Sunday, July 28, 2019

It is God Himself that Nourishes the Soul



This is from the Chosen Rebel's Blog:

The poverty of evangelical reflection, the shallowness of our deepest thoughts about God is becoming the Achilles heal of our witness in the world. Our deepest thoughts about God barely skim the surface of the reality of who God is and what He has revealed about Himself in His word. 
And it is killing us.
We are so pragmatic, so filled up to our ears with “relevance” and the flood of information and entertainment at our finger tips and those BORG-like extensions of the human body called “mouses” and “smart phones”* that there is no room for any proper and sustained reflection on anything, let alone the wonder and majesty of the nature of God.

Every word I write on the subject seems alien to the pragmatic spirit of this age. The helter-skelter of activity, seemingly for activities sake, leaves no time, no space, no mental energy for the examination of the glory that “God was in Christ reconciling the world to Himself, not counting their trespasses against them, and He has committed to us the word of reconciliation.”  (2 Cor. 5:19)


Pastors, I’m begging you, as I’m preaching to myself, make time in your schedule, your overwhelmingly busy schedule, to pursue God.


The situation we find ourselves in is not new. It is part of a long declension seen long ago by such men as A.W. Tozer and others who saw the eclipse of God in the culture in the 50’s and 60’s and wondered aloud and in print about where it would lead. Tozer in particular saw what was happening and gave, many years ago, the antidote.
To great sections of the Church the art of worship has been lost entirely, and in its place has come that strange and foreign thing called the “program.”
. . . it is not mere words that nourish the soul, but God Himself, and unless and until the hearers find God in personal experience they are not the better for having heard the truth. The Bible is not an end in itself, but a means to bring men to an intimate and satisfying knowledge of God, that they may enter into Him, that they may delight in His Presence, may taste and know the inner sweetness of the very God Himself in the core and center of their hearts.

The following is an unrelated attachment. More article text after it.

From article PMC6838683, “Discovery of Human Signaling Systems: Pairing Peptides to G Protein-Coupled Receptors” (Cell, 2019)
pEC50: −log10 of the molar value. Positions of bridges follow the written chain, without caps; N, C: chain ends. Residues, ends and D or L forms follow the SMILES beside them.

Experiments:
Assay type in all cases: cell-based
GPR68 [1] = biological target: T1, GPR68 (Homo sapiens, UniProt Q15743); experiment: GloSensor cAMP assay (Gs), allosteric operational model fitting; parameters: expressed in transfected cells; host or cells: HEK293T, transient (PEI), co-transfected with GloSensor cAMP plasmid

The Pursuit of God
A.W. Tozer, p. 10
That’s it. We have got to get back to nourishing our souls with God Himself.
  • Not success. 
  • Not power. 
  • Not political influence. 
  • Not likes and thumbs up in social media. 
  • Not bigger budgets. 
  • Not bigger buildings. 
  • Not better music. 
  • Not conferences attended or spoken at. 
  • Not “cutting edge” programs. 
  • Not ___________________________________. (Fill in the blank with anything that isn’t Jesus and Him crucified dead and buried, gloriously raised from the dead and coming again for His bride.)
Read the Tozer quote above again. Read it again, slowly. Ask yourself if this isn’t a major problem in your own heart and therefore and inevitably, a problem in your congregation.

Then do something about it.
  • Shut your mouth.
  • Close your door. 
  • Take your Bible in hand.
  • Pray.
  • And seek the living God.
Your congregation, your community, your neighbors, your culture, your nation, your family, need you to be a man who pursues the living God. You and they need that more than anything you can preach this week.

* The irony of “smart phones” making us dumber is a painful but inescapable truth.



Thursday, July 18, 2019

Peace with God means Conflict with the World

Jurgen Moltmann, German Reformed Theologian


This is from the blog A Word in Season:

“That is why faith, wherever it develops into hope, causes not rest but unrest, not patience but impatience. It does not calm the unquiet heart, but is itself this unquiet heart in man. Those who hope in Christ can no longer put up with reality as it is, but begin to suffer under it, to contradict it. Peace with God means conflict with the world, for the goad of the promised future stabs inexorably into the flesh of every unfulfilled present.”
 
― J├╝rgen Moltmann


The World is the Battleground

Wednesday, July 10, 2019

Mary Magdalen de Pazzi: "the presence of God"



This is from the blog Dover Beach:

“Prayer ought to be humble, fervent, resigned, persevering, and accompanied with great reverence. One should consider that he stands in the presence of a God, and speaks with a Lord before whom the angels tremble from awe and fear.”

--St. Mary Magdalen de Pazzi